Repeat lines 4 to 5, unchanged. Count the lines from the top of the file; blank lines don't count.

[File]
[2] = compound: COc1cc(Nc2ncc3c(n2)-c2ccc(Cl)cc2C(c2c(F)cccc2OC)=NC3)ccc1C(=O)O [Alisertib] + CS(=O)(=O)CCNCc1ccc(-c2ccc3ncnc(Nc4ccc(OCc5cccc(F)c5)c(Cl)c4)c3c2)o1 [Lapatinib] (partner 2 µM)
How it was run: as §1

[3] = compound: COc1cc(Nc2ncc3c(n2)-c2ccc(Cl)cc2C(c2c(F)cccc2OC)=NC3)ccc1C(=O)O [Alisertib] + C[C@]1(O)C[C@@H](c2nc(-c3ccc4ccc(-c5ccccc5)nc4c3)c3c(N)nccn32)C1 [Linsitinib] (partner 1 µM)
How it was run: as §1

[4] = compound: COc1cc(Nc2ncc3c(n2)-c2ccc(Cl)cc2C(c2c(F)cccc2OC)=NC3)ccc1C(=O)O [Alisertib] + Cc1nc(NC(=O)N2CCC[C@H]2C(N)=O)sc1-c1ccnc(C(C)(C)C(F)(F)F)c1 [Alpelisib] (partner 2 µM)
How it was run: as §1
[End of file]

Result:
How it was run: as §1

[4] = compound: COc1cc(Nc2ncc3c(n2)-c2ccc(Cl)cc2C(c2c(F)cccc2OC)=NC3)ccc1C(=O)O [Alisertib] + Cc1nc(NC(=O)N2CCC[C@H]2C(N)=O)sc1-c1ccnc(C(C)(C)C(F)(F)F)c1 [Alpelisib] (partner 2 µM)